The fact is that Parliamentary Standing Committee on Rural Development's report on in the matter of the Land Acquisition, Rehabilitation and Resettlement (LARR) Bill, 2011 examined the role of the governments in the countries mentioned in the Kelkar Committee report.
About USA, it says, "After the acquisition of land for private companies became highly controversial, and several State Supreme Courts, including those of Oklahoma, South Carolina, Illinois and Michigan, placed bans on the acquisition of land for private companies, the then President George W. Bush issued Executive Order No.13406 on 23 June 2006 mandating the Government to acquire land only for ―the purpose of benefitting the general public and not merely for the purpose of advancing the economic interest of private parties to be given ownership or use of the property taken."
In European Union, "There is no provision in their laws for the acquisition by the State of land for private enterprises."
In Canada, "The Canadian Expropriation Act of 1985 allows expropriation but only on an exceptional case-by-case basis where the ―real right is required by the Crown for a public work or other public purpose, but not to further the commercial interests of a private company."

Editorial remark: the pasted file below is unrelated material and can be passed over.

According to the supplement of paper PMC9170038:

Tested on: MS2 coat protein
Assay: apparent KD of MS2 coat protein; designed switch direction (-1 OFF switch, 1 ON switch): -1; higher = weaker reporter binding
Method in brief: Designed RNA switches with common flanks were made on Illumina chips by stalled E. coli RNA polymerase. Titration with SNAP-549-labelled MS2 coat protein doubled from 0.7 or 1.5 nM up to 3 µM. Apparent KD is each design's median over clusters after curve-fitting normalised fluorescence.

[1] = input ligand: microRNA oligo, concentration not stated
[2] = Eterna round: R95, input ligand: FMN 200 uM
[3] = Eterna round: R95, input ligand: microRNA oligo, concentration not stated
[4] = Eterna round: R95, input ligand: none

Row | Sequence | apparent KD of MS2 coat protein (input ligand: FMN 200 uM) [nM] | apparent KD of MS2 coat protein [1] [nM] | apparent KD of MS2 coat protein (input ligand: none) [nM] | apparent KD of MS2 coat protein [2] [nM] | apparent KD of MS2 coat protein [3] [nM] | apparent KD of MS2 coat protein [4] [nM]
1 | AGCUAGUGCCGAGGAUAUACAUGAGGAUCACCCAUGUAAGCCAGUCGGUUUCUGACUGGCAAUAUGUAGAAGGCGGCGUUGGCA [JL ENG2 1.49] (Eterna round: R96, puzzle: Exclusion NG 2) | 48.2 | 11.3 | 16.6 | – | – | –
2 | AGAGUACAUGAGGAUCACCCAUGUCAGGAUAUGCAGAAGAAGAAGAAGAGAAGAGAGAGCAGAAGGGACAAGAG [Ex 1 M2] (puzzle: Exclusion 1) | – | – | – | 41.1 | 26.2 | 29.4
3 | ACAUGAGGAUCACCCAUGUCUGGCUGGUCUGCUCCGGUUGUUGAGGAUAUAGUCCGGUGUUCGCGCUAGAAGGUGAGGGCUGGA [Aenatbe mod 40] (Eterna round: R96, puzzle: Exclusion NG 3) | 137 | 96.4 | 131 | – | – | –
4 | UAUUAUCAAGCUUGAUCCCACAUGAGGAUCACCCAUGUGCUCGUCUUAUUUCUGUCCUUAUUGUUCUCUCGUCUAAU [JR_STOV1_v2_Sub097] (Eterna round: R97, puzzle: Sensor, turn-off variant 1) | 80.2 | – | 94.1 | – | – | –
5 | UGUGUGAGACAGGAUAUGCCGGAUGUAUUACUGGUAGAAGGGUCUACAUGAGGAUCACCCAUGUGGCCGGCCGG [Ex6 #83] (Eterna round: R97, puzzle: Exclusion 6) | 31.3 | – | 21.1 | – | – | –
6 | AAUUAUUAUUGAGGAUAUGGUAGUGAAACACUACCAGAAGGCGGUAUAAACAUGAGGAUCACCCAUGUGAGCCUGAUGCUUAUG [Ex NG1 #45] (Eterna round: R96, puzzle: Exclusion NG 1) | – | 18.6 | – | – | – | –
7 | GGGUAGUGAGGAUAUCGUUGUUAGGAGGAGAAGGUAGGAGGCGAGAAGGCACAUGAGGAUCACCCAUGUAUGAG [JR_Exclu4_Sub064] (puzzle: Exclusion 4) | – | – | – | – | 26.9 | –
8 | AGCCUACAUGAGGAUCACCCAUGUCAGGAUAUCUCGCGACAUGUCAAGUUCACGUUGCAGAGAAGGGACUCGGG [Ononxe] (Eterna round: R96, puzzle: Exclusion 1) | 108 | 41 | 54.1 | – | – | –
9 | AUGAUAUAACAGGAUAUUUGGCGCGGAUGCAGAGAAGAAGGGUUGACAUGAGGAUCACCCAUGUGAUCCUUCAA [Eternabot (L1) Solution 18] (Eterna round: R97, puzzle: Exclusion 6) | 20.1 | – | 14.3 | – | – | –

In Australia, "There is provision for land acquisition in the Northern Territories but that is primarily aimed at protecting the interests of the local aborigines and their traditional rights to community ownership of land."
In China, "All land is owned by the State and, therefore, it is allotment by the State rather than acquisition by the State which determines the purposes for, and entities to which, land is made available."
If land acquired for public purpose is planned to be sold to private parties, it becomes evident that the acquisition of land which was done in the name of public purpose was ultimately meant to benefit the private entities. Therefore, the reference to the policy of these countries in the Kelkar Committee report appears irrelevant. This incorrect reference seems to have been made with ulterior motives to benefit private entities.  
It is clear that in all developed democracies, private purchase of land, not State acquisition, is the norm. There is no provision in their laws for the State acquisition of privately held land for profit-making private enterprises, nor, by extension, for public-private enterprises.